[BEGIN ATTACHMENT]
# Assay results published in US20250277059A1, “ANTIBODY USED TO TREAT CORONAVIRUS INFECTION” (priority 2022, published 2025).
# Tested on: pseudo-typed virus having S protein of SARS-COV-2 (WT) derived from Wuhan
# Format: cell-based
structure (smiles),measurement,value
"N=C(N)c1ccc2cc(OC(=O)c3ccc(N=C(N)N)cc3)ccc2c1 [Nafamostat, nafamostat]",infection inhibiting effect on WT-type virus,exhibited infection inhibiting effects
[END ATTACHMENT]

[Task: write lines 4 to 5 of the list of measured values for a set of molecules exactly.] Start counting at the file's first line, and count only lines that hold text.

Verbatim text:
structure (smiles),measurement,value
"N=C(N)c1ccc2cc(OC(=O)c3ccc(N=C(N)N)cc3)ccc2c1 [Nafamostat, nafamostat]",infection inhibiting effect on WT-type virus,exhibited infection inhibiting effects